Cherry blossom hunting
The annual trip to the oncologist comes around once again, and oddly coincides with an onset of insomnia. I am suffering from very odd dreams that range from being stuck in a typhoon to showing up in class for a test with a pen without ink. I wake up in the darkness catching my breath. I am robbed of sleep, of peace, of self.
The oncologist’s visit will coincide with the annual mammogram too, a necessity for all women who have gone through a cancer bout. I am reminded repeatedly that I must do this for the next three years, because the cancer free five year threshold remains. I go alone this year, no cancer girlfriends, no husband. It gets exhausting asking.
The oncologist who I will call Dr. Jones is great, she’s a straight shooter and she’s the sort of person who appears to see the glass as half full rather than empty, her 100 watt smile has a calming effect. We talk, she checks me over, and she reminds me of the upcoming mammogram. I talk about the insomnia and also share that lately I’ve been a bit blue because I’ve known of at least four young women who have had a recurrence, not to mention numerous posts on my online Facebook groups about young women who lost the battle to the disease. A number of them were younger than me.
“You need to keep in mind that when you were diagnosed you were early stage,” Dr. Jones reminds me. She’s right. I want to believe her, I mean I believe her. “Do you want to talk with someone?” she asks, offering the name of a social worker who specialises in oncology. When she senses my hesitation she says, “Sometimes it helps to talk with someone.”
Then we chitchat about overall health and wellness. Yes, continue to take the vitamins, swim, exercise, drink a bit of red wine, laugh, it’s all good for the spirit and the soul. By the time I leave, I am smiling. Life was short and what would I do if this were my last day on earth? I certainly would not work.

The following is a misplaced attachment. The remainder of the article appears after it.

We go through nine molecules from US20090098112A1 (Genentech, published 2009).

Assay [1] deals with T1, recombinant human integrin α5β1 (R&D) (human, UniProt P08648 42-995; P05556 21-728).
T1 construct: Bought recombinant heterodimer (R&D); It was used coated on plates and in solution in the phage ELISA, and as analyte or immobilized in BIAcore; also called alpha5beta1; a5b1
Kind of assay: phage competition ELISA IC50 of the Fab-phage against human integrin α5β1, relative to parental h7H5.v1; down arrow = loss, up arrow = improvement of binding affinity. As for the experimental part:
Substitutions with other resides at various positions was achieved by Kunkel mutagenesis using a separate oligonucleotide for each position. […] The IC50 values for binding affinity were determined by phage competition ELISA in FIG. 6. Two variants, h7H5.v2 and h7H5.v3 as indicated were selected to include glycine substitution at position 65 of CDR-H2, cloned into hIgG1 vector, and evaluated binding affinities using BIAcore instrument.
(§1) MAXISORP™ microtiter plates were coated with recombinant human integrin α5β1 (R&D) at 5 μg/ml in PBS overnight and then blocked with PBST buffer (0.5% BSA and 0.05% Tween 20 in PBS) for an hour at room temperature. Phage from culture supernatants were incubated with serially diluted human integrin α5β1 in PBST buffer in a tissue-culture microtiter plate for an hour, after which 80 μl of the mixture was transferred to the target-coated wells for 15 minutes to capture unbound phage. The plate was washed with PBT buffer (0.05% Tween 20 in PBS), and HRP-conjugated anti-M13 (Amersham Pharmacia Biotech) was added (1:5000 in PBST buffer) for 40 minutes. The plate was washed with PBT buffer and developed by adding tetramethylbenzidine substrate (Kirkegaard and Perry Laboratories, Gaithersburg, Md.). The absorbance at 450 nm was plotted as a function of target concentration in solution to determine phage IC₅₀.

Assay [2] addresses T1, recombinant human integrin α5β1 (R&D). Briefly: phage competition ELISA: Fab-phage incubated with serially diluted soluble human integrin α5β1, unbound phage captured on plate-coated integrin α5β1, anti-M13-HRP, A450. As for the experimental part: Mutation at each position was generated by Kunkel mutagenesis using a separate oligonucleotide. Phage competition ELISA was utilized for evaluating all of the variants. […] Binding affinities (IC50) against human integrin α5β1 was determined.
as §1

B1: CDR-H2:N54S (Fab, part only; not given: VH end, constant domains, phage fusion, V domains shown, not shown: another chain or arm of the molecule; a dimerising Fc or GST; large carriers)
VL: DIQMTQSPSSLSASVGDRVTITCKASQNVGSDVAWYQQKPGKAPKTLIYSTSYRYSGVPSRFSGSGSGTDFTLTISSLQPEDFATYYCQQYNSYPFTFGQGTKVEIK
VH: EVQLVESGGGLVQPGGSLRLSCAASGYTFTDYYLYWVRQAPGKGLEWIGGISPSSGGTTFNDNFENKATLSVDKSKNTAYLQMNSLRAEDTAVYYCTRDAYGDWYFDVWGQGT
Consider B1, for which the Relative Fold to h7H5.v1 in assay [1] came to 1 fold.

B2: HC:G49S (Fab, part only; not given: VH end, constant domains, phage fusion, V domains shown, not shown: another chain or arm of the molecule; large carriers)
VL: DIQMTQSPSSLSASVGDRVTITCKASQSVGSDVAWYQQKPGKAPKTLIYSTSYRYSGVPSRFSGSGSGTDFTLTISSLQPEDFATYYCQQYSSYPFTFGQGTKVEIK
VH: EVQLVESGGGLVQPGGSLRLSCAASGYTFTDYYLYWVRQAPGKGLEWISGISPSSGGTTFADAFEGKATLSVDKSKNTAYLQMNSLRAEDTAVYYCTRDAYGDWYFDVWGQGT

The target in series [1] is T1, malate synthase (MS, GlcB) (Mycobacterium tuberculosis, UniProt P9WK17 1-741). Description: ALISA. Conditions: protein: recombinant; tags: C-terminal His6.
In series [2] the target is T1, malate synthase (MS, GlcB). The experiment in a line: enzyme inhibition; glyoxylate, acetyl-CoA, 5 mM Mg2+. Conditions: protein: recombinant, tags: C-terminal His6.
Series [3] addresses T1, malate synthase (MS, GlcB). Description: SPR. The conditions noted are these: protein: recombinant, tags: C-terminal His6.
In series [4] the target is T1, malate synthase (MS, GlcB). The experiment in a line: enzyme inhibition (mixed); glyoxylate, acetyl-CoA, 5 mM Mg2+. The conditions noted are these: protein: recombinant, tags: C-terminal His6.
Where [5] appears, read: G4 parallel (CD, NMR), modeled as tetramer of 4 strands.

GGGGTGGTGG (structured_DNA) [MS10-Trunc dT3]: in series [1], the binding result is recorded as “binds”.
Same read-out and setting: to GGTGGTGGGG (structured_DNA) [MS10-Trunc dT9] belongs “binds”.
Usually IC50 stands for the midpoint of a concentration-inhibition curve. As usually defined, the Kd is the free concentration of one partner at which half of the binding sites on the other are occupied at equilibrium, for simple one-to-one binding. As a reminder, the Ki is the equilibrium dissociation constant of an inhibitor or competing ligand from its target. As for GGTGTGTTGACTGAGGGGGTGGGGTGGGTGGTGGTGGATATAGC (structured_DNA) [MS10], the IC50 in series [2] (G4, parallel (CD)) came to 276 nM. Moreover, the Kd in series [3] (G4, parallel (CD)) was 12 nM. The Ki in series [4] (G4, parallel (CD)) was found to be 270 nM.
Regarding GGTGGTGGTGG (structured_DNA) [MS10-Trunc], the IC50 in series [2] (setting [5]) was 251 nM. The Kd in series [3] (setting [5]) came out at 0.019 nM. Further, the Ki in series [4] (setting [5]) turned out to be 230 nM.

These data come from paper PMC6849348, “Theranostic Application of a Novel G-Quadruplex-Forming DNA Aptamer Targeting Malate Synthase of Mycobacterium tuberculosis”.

This reminded me of a recent conversation with a young man who suffered from a much more severe case of cancer than I. We met at the young person’s cancer support group, and he told me about the Athletes 4 Cancer ski and surf camp for young people 18-39 years of age. He had attended the Hawaii surf camp and had a blast. The sunsets were absolutely gorgeous. I had been invited to attend last year but declined because of the mountain of work. Now I had a second chance to attend, but feared that it would eat into my studies. “I think you should go to Hawaii and surf, who knows you might even be eaten by a shark,” my new friend laughed. “I was eaten by a shark and I am alive.” I made my decision over our conversation and a beer that I would go. “Go to Hawaii and surf.” Check it off the bucket list.
After leaving the hospital, I could have returned to the rat race, to the Mt. Everest of work, grading, writing and research that never ends, but instead I went cherry-blossom hunting. Here in Washington D.C. it was cherry blossom season, and a friend who is a native of the city, told me that the flowers had reached bloom and would soon fall to the ground. To every season there is a reason. Wasn’t that in a song? I snapped photos of the cherry blossoms with the iPod delighting in their color and beauty, and was proud that I’d caught them before they were gone.